Have I read the 6000 pages of the Trans-Pacific Partnership agreement (TPP)?
Will I read it?
Probably not, but I am quickly catching up on the stage it is being played out on.
On the losing side of the ledger are Ngapuhi who, under poor leadership, threw away a platform for not just their voice but for the voices of all the iwi up and down the land of the long protesting crowd against TPP.
In my view, Kingi Taurua fell into a hinaki (trap) and no sooner had the trade ministers signed off - the Prime Minister then said "ka kite" to Kingi and the sting of the potential protest up at Waitangi had gone.
All the Prime Minister needed was for Kingi to keep up his korero and the opportunity to do a no show opened up wider than a Warriors back line at the Nines, and he took it big time.
If I were an adviser for the Prime Minister, or a talkback host , or TV producer, the name Kingi Taurua would be at the top of my list when it came to keeping your boss safe, your ratings high and the land of the wrong white crowd happier than a life member of the Don Brash and Donald Trump supporters' club.
From the first time Kingi loudly and proudly said "the Government will not be welcome at Waitangi if a proposal to sign the TPP goes ahead on the week of the nation's celebrations next month" it was game on and if ever there was a master stroke it has to be how John Key "crouched and held" in his announcement of his no show at Waitangi.
His timing was perfect and well planned. If he had announced the no show before the signing, the passive protest on the streets of Auckland could have got a whole lot uglier as it would have had he shown up at Te Tii Marae last Friday.
But to pull the pin almost immediately after the 12 trade ministers had put their pens away and the protesters had parked up their banners and billboards - ready for the long hikoi up to Te Tai Tokerau was, in my mind, a master stroke and someone will be getting more than headlines for calling this play.
All that was needed was an excuse for a no show and Kingi walked straight into it, taking the voices of all the other iwi and a potential 5000 protesters with him.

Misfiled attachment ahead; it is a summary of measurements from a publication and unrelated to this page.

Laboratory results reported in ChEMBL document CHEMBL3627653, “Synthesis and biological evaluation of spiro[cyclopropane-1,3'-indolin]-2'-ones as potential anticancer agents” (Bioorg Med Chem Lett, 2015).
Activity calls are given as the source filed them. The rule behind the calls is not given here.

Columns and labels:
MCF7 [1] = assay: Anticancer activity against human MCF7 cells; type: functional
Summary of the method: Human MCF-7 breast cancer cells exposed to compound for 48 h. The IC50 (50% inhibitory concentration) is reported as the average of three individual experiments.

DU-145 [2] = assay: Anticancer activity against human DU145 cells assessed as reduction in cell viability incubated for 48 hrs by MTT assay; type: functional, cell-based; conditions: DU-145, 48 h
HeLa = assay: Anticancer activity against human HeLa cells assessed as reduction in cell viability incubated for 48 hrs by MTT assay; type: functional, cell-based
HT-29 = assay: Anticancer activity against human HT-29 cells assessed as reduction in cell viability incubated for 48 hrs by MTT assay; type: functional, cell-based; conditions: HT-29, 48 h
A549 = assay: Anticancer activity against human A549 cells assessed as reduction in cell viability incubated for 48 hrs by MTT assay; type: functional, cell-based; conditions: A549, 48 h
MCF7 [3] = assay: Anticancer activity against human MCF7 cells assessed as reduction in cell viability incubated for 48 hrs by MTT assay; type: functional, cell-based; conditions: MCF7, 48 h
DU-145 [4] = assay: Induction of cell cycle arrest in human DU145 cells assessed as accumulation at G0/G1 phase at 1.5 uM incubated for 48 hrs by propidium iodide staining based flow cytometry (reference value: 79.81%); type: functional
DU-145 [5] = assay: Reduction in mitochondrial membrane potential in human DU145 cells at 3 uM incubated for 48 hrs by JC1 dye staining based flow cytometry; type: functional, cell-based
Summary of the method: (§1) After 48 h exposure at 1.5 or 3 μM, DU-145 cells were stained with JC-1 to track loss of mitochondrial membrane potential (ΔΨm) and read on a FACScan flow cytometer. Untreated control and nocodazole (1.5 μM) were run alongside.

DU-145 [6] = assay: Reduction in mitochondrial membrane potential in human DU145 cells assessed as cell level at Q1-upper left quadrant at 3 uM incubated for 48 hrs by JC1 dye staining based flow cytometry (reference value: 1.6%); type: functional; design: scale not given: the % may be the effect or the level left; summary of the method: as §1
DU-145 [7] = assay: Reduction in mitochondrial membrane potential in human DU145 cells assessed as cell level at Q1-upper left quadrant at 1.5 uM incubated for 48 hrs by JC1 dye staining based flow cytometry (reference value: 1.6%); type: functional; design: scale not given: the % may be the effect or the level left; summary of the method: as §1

Many New Zealanders don't know much about TPP, or the Treaty, other than they want them both to disappear and go away.
But they won't and nor will the counterpunches from either side of the TPP fence where many sit in the middle, or on top of, and wonder what the hell is it all about?
It would be easy to laugh off the antics of South Island nurse Josie Butler, who proved the pen-is always mightier than the sword with her koha of a flying phallus for Minister Joyce.
The rest of the world laughed loudly, but quietly and quickly the kaupapa of concern was turned into a sideshow.
Turns out Josie Butler's target was for the Prime Minister, but because he did a no show there wasn't going to be a no throw and stand-in Steven had to take one for the team.
Once again the voice of the main protest group had their hot hangi stones of protest doused by someone flying solo, just as the iwi of Ngapuhi lost a golden opportunity to engage with the PM at Waitangi alongside every other iwi of Aotearoa.
It is clear that that the TPP battle lines have been drawn and this raruraru (contentious issue) is not going away.
Round one was a win for the PM and when the second round comes around as early as next week, when the TPPA text and a national interest assessment are tabled in Parliament, there will be a lot more being played out on the streets, inside the marae and within the backrooms of prime-time television and talkback, and "key" advisers to the Prime Minster.
In the meantime, we can listen and learn from the likes of Professor Jayne Kelsey and respected singer and lawyer, Moana Maniapoto, who have taken the time to read and understand what the 6000 pages of the TPP agreement are all about.
Tommy Wilson is a best-selling author and local writer.